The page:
about Microsoft’s stance on open source licensing. In earlier times, leading figures in
Microsoft were very vocal in resisting the idea that commercial licensing is
outmoded or morally reprehensible. Many
people interpreted this as all-out corporate opposition to open source
licensing. I never read it that way. It
is true that I’ve met individual employees of Microsoft who are antagonistic
towards FOSS (free and open source software), but I’ve met more who are
supportive or at least neutral on the subject.
In any case, individual attitudes of employees don’t necessarily reflect
a corporate stance. The strongest
opposition I’ve encountered has actually come from outside the company. It’s not a charitable thought, but I
sometimes wonder if there are people in the .NET community who are opposed to
FOSS simply because they believe, erroneously, that Microsoft is opposed.

Here, for what it is worth, are the points I’ve repeated
endlessly over the years and which have often been received with quizzical scepticism.

a) A decade ago,
Microsoft’s big problem was not FOSS per se, or even with copyleft. The thing which really kept them awake at
night was the fear that one day, someone might find, deep in the heart of the
Windows code base, some code that should not be there and which was published
under GPL. The likelihood of this ever
happening has long since faded away, but there was a time when MS was running
scared. I suspect this is why they held
out for a while from making Windows source code open to inspection. Nowadays, as an MVP, I am positively
encouraged to ask to see Windows source.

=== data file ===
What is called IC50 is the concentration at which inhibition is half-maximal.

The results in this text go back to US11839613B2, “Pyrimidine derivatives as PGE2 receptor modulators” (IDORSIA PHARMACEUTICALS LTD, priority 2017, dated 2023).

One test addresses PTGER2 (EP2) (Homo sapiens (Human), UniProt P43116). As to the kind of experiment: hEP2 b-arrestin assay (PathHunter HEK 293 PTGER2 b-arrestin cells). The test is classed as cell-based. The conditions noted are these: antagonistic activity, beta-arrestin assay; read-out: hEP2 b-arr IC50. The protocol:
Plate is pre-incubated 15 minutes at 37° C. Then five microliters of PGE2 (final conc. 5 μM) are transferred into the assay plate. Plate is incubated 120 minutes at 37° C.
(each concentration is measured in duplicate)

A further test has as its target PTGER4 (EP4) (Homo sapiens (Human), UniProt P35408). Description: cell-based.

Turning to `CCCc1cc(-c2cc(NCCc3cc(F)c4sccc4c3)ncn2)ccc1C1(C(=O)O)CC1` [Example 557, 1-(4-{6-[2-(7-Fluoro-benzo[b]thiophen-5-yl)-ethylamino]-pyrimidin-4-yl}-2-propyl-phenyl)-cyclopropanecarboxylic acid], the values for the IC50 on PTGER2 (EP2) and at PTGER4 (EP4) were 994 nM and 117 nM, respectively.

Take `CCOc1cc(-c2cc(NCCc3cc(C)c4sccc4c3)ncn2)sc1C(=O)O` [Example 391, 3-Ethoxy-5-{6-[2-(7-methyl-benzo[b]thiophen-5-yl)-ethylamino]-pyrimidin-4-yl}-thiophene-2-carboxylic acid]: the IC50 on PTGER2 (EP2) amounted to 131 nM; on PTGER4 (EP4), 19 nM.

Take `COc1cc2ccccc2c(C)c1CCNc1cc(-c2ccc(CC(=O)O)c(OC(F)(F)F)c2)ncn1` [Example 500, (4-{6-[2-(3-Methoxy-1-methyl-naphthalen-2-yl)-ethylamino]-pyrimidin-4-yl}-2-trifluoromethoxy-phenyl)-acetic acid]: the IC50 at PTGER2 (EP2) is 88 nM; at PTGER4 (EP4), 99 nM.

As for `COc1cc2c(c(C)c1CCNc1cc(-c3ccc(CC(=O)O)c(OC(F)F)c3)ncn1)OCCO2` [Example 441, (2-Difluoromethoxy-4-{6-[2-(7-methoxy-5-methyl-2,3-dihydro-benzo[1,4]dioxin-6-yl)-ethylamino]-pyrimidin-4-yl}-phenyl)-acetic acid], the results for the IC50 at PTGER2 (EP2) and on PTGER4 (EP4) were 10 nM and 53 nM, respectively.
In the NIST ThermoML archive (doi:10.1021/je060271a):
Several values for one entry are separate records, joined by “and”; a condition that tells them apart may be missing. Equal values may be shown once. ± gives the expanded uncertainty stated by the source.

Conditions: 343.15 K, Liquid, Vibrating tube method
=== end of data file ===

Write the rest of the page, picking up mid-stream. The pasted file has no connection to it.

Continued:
b) Microsoft has
never opposed the open source community.
They have had problems with specific people and organisations in the
FOSS community. Back in the 1990s, Richard
Stallman gave time and energy to a successful campaign to launch antitrust
proceedings against Microsoft. In more
recent times, the negative attitude of certain people to Microsoft’s submission
of two FOSS licences to the OSI (both of which have long since been accepted),
and the mad scramble to try to find any argument, however tenuous, to block their
submission was not, let us say, edifying.

c) Microsoft has never, to my knowledge, written off the
FOSS model. They certainly don’t agree
that more traditional forms of licensing are inappropriate or immoral, and
they’ve always been prepared to say so.

One reason why it was so hard to convince people that
Microsoft is not rabidly antagonistic towards FOSS licensing is that so many
people think they have no involvement in open source. A decade ago, there was virtually no evidence
of any such involvement. However, that
was a long time ago. Quietly over the
years, Microsoft has got on with the job of working out how to make use of FOSS
licensing and how to support the FOSS community. For example, as well as making increasingly